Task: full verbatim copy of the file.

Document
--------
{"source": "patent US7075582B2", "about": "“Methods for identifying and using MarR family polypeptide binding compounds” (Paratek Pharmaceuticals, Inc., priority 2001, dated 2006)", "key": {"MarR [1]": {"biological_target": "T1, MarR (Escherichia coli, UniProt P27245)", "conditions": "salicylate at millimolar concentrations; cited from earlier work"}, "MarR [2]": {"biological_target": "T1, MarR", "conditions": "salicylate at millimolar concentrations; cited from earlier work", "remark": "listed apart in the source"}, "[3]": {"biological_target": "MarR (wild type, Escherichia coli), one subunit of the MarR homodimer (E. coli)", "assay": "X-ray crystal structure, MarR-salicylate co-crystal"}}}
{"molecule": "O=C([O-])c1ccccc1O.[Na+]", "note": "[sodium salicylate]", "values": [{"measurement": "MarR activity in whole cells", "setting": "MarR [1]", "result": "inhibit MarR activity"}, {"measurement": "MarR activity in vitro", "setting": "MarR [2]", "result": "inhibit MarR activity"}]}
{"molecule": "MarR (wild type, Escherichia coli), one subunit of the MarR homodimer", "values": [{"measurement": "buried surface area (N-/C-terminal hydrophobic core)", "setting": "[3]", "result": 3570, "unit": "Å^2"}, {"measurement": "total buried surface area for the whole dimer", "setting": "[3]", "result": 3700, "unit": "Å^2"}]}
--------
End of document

{"source": "patent US7075582B2", "about": "“Methods for identifying and using MarR family polypeptide binding compounds” (Paratek Pharmaceuticals, Inc., priority 2001, dated 2006)", "key": {"MarR [1]": {"biological_target": "T1, MarR (Escherichia coli, UniProt P27245)", "conditions": "salicylate at millimolar concentrations; cited from earlier work"}, "MarR [2]": {"biological_target": "T1, MarR", "conditions": "salicylate at millimolar concentrations; cited from earlier work", "remark": "listed apart in the source"}, "[3]": {"biological_target": "MarR (wild type, Escherichia coli), one subunit of the MarR homodimer (E. coli)", "assay": "X-ray crystal structure, MarR-salicylate co-crystal"}}}
{"molecule": "O=C([O-])c1ccccc1O.[Na+]", "note": "[sodium salicylate]", "values": [{"measurement": "MarR activity in whole cells", "setting": "MarR [1]", "result": "inhibit MarR activity"}, {"measurement": "MarR activity in vitro", "setting": "MarR [2]", "result": "inhibit MarR activity"}]}
{"molecule": "MarR (wild type, Escherichia coli), one subunit of the MarR homodimer", "values": [{"measurement": "buried surface area (N-/C-terminal hydrophobic core)", "setting": "[3]", "result": 3570, "unit": "Å^2"}, {"measurement": "total buried surface area for the whole dimer", "setting": "[3]", "result": 3700, "unit": "Å^2"}]}